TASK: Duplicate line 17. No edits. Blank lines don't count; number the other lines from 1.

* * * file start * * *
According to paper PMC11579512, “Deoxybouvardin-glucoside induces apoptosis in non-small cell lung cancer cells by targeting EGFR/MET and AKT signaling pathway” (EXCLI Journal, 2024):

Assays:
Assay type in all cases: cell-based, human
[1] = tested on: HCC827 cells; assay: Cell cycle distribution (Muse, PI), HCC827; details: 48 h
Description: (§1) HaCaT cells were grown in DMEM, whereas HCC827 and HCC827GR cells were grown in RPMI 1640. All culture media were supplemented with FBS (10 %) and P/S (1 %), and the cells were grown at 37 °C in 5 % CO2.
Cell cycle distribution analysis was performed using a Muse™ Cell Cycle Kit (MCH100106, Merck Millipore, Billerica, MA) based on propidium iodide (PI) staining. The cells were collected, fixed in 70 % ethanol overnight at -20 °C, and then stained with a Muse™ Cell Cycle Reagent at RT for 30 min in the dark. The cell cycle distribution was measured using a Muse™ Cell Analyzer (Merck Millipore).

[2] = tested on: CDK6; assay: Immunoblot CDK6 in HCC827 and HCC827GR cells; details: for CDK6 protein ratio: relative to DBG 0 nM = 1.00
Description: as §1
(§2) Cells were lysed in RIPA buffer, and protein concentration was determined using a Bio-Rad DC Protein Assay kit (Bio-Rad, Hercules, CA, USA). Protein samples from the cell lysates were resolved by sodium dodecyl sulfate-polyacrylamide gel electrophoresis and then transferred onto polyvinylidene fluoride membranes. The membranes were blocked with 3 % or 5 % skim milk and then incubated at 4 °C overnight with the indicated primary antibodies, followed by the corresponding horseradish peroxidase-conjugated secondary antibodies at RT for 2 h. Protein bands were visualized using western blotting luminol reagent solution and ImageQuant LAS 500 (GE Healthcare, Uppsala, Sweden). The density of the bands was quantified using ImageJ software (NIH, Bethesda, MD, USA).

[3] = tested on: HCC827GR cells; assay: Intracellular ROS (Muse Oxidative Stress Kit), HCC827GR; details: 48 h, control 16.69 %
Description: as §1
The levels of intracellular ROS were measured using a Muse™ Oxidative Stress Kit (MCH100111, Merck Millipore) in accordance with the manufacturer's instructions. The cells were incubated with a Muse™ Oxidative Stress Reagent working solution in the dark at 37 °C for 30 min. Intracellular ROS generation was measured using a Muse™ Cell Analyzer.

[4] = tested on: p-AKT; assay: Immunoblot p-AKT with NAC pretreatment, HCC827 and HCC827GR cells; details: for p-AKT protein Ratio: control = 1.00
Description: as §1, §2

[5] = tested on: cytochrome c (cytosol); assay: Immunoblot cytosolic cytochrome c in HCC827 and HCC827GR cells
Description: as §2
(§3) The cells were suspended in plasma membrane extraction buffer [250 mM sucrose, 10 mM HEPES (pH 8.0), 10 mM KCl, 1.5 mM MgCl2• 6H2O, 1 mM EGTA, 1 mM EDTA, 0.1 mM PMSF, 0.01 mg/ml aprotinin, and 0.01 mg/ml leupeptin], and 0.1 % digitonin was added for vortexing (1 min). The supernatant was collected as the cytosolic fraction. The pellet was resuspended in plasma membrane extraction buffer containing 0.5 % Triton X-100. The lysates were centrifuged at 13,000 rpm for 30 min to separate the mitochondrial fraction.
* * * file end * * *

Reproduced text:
(§3) The cells were suspended in plasma membrane extraction buffer [250 mM sucrose, 10 mM HEPES (pH 8.0), 10 mM KCl, 1.5 mM MgCl2• 6H2O, 1 mM EGTA, 1 mM EDTA, 0.1 mM PMSF, 0.01 mg/ml aprotinin, and 0.01 mg/ml leupeptin], and 0.1 % digitonin was added for vortexing (1 min). The supernatant was collected as the cytosolic fraction. The pellet was resuspended in plasma membrane extraction buffer containing 0.5 % Triton X-100. The lysates were centrifuged at 13,000 rpm for 30 min to separate the mitochondrial fraction.